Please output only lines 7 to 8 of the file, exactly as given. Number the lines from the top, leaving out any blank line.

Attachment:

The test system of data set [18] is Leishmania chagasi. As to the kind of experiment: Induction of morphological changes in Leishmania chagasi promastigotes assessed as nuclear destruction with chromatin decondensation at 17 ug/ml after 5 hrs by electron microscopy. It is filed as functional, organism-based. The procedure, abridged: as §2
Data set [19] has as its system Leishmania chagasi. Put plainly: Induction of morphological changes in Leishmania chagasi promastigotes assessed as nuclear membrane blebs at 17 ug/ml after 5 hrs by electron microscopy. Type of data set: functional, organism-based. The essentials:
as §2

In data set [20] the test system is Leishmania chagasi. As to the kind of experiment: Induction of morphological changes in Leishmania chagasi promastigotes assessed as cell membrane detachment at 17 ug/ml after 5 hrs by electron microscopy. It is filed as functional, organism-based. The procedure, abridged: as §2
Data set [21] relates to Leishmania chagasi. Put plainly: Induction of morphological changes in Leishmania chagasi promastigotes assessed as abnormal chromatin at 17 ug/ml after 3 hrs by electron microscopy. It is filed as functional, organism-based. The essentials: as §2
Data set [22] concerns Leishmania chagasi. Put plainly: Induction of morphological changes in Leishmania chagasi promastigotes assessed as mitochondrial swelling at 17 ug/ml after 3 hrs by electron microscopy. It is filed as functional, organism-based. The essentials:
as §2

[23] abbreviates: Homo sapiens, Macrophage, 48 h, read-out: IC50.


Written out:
as §2

[23] abbreviates: Homo sapiens, Macrophage, 48 h, read-out: IC50.